Tuesday, 21 February 2012

Still looking for a lenten penance? Say Psalm 118 (119)!

Tomorrow is the start of Lent, and I've previously posted on getting ready by way of thinking about doing some spiritual reading (the tradition of reading a book right through) and fasting.  I'll leave you to sort out your own almsgiving proposals.

But the other traditional practice is to also do something extra by way of prayer.

Extra prayer during Lent - say a psalm (verse) or two!

Last year I suggested saying the penitential psalms, a very traditional practice.  If you want to go down that track, you might want to take a look at the series on them that I posted here past year.

To provide some variety, however, I thought this year I'd suggest saying some of Psalm 118 (119) each day.  Psalm 118 (119) is an extended meditation on the importance of God's law.  It is a psalm above all about the path to happiness, as its first line makes clear:

"Blessed are those whose way is blameless, who walk in the law of the LORD!"

Psalm 118 as a traditional Lenten penance

Psalm 118 (119 in the neo-Vulgate and protestant Bibles) has a venerable history as an appropriate prayer during Lent. 

Over at Vultus Christi blog, for example, Fr Mark recently republished a letter found in a late medieval copy, purporting to be from St Scholastica, sister of St Benedict, to a fellow abbess and discussing Lenten practices in her monastery.  One of the examples of Lenten penance she provides is the recitation of Psalm 118:

"My venerable brother says that during this sacred season we are “to increase in some way the normal standard of our service, as for example, by special prayers, or by a diminution in food or drink” (RB 49:5-6)... Nonna Marcellina asked me if she might pray the Beati immaculati (Psalm 118) daily through Lent. She knows it by heart, of course."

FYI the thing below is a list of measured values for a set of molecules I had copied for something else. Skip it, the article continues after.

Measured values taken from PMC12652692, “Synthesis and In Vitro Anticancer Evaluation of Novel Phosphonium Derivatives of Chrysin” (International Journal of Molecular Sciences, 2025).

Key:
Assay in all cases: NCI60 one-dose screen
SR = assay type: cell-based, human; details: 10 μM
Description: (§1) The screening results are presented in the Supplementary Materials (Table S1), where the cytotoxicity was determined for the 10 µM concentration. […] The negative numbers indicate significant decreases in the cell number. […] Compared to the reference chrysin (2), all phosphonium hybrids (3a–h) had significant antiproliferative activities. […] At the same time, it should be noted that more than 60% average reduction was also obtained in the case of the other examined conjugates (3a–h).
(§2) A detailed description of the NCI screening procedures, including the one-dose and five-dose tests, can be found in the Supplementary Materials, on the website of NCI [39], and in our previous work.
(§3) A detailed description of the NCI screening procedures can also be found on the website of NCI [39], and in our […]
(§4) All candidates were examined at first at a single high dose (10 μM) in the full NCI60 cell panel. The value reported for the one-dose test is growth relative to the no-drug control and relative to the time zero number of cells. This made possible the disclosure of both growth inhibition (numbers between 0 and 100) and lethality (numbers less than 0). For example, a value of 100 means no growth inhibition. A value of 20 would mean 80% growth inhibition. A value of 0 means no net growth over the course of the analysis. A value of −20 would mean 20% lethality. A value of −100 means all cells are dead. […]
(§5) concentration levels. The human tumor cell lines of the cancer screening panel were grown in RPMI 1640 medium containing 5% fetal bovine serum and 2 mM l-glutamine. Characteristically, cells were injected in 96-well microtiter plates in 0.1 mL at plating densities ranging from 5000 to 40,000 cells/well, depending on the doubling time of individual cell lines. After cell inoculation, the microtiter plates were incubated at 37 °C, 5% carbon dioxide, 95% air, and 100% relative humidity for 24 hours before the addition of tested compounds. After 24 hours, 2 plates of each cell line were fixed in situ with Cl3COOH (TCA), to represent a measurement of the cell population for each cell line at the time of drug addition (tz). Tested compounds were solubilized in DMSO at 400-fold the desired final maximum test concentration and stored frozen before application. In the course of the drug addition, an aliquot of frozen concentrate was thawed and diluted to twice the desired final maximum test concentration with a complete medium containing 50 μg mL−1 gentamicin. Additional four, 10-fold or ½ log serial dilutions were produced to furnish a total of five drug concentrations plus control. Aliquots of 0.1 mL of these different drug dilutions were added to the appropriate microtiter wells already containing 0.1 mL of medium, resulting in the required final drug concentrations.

Psalm 118 as preparation to enter the Temple

Psalm 118 is particularly appropriate for Lent in that it is a wisdom-meditation psalm that can help us get into the right frame of mind to celebrate the joy of Easter.

In Scripture, Psalm 118 comes immediately before the 'Psalms of Ascent' or Gradual Psalms, which are associated literally with the pilgrimage to Jerusalem for major Jewish feasts and the climb up the steps of the Temple, and spiritually with the Ascent to heaven.  This placement is not random!

It is meant to signal to us that reflection on the Law of God as a necessary preparation for the celebration of the Resurrection.

And in that light, it struck me as particularly appropriate, too, this year, at least for Australian readers, by way of preparation for the coming Year of Grace.

A stanza a day?

The letter I quoted above suggested saying the entire psalm daily.  That's a big ask: the longest psalm in the psalter, it has 176 verses in total!

But it is neatly divided into twenty-two stanzas of eight verses. 

In fact, this is an alphabetical psalms, so each set of eight verses starts with the next letter of the Hebrew alphabet.

Accordingly, one option would be to pray and meditate on one stanza a day, lingering over a few important verses. 

And to help anyone who is interested in saying Psalm 118, I'll provide some notes here each day on the psalm, as well as some supplementary notes for those interested in digging further over at my Psalm Blog.


Joshua said...